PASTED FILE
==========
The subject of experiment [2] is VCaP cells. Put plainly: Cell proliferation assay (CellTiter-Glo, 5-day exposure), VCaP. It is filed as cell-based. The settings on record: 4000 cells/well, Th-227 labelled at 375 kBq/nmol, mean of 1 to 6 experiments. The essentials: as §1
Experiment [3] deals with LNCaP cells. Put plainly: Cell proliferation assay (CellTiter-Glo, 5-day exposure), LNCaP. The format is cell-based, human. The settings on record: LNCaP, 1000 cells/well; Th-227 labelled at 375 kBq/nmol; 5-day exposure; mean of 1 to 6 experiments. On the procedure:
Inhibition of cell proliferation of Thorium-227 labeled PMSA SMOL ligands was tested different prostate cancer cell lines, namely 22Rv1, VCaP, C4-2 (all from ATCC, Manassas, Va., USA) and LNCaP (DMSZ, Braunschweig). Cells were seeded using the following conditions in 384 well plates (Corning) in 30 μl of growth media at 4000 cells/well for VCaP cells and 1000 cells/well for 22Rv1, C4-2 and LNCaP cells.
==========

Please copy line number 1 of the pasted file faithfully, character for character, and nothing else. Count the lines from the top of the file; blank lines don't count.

The subject of experiment [2] is VCaP cells. Put plainly: Cell proliferation assay (CellTiter-Glo, 5-day exposure), VCaP. It is filed as cell-based. The settings on record: 4000 cells/well, Th-227 labelled at 375 kBq/nmol, mean of 1 to 6 experiments. The essentials: as §1